Max: So I work for Rstudio and one of the things we have is Shiny, which is a web server for R. What's great about Shiny is with a little bit of code, you can come up with a really nice looking website that has controls on it and behind those controls is R code. If you change the dial a little bit, it can automatically recalculate things behind the scene and give you a nice interactive visualization to show histogram or box plot or the data themselves. What we did is we pre-populated all these data sets with all the Bayesian analysis results that anybody might ever ask for. Then we would use Shiny to basically visualize these. So a chemist would come in and say, “oh when I ran this assay I got an assay value of 10.5”, so they'd turn the slider to 10.5 and we wouldn't call it this but it would give them the posterior distribution that describes what the plausible range in distribution of values it could be. Based on that they "oh well, based on these thousands of historical data points, I know that this is my measure of uncertainty with this particular compound that I measured." That really helped everybody understand what the baseline conditions of all these assays were. They could tell what was an aberrant value and what wasn't. And it also opened the door up ... so I did a presentation about this and the link will be in the show notes. The name of it was "Statistical Mediation In Early Discovery" because we found ourselves being the mediators. The consumers of the assays, which were the chemists or biologists would want it to be the highest quality data that they could get which is a good idea. But then the producers of the results, the assay scientists, they've got budgets and they're getting thousands of compounds of assay every week and so, we tended to be the people in the middle to mediate between like, yeah this one was a wild data point or know this result that you got was really consistent based on all the historical data. And we basically just automated all the analysis and visualization of that stuff so that it could take ... it was just a known thing that everybody could consult what the real values were. It was a real interesting project statistically and it just seemed to solve a ton of problems so that was one of my favorites.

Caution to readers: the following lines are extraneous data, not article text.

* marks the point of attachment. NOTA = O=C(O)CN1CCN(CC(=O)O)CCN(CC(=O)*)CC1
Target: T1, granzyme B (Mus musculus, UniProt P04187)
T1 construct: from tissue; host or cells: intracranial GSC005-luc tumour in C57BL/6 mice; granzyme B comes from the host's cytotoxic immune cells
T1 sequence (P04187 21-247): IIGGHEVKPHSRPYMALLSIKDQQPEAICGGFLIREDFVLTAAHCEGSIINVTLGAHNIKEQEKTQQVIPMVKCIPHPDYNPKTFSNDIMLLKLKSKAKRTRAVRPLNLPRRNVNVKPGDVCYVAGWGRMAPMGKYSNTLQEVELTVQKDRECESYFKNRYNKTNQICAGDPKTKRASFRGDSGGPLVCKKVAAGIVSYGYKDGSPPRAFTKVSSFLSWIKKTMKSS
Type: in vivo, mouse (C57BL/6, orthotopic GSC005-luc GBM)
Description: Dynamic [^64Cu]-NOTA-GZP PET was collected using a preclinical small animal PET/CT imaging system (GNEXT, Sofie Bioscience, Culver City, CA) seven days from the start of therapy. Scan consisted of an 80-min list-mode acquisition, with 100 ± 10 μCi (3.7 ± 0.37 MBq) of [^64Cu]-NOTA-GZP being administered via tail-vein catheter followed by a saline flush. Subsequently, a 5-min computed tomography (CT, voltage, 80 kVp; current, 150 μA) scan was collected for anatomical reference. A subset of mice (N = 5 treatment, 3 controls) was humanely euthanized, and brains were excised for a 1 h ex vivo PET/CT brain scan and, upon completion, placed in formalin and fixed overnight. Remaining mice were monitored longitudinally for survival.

What can data science help solve in pharma?
Hugo: That's cool and I think what you're really speaking to as well is the role of data science thinking and data scientific approaches to all of these problems. And I'm wondering if you could speak more generally just about what the biggest challenges that you've seen in pharma that data science can help to solve.
Max: In pharma, especially the part of pharma that I was in, the complexity of the data is just astounding. Chemistry data can be complicated. You have these molecular structures that ... we have all this software that can parse them and measure them in different ways like the size of the molecule or its surface area and that generates a lot of data. And those data have a lot of interrelationships between these variables that you have to be aware of and deal with. So chemistry has a lot of opportunities, have a lot of data and the complexity is pretty high, but in a way it’s nothing compared to the complexity of biological data. Biology is just ... it always astounds me. Once I learned a lot about molecular biology, like what a game of mousetrap it is, right. You modify this gene here, that triggers a compensatory reaction this pathway over there, that then sends a signal to this other pathway and so just the biological complexity is astounding. Back in the early 2000's, with a lot of microRNA technology, we were able to conduct very large scale biology experiments, so with a single sample, you can get 54,000 RNA measurements pretty easily. And those, we have multi measurements per gene. We know the sequences. We know all this stuff. Just the complexity of these data, it was very daunting in a lot of ways. And we had a lot of good tools, Bioconductor, NMR to help us with that. If anything, it's only getting worse, from the standpoint of complexity so, we're able to measure even more than we ever did before and we're asking more sophisticated questions, so the experimental design might be more complex. Things aren't getting more simplistic, they're just getting more complicated and they were already pretty complicated to begin with. Having tools to visualize the stuff and make ... good methodology counts because I've seen a lot of really, really bad methodology. Having people that can give a defined baseline analysis that you can trust basically because it considers all the aspects of the data analysis that might be lost on a neophyte or someone who hasn't really thought about this too much.
Hugo: Yeah, that's really important because when you were talking about these types of communication necessities at the end of a data scientific experimental pipeline, who do you need to tell this stuff to? Are they technical in any sense?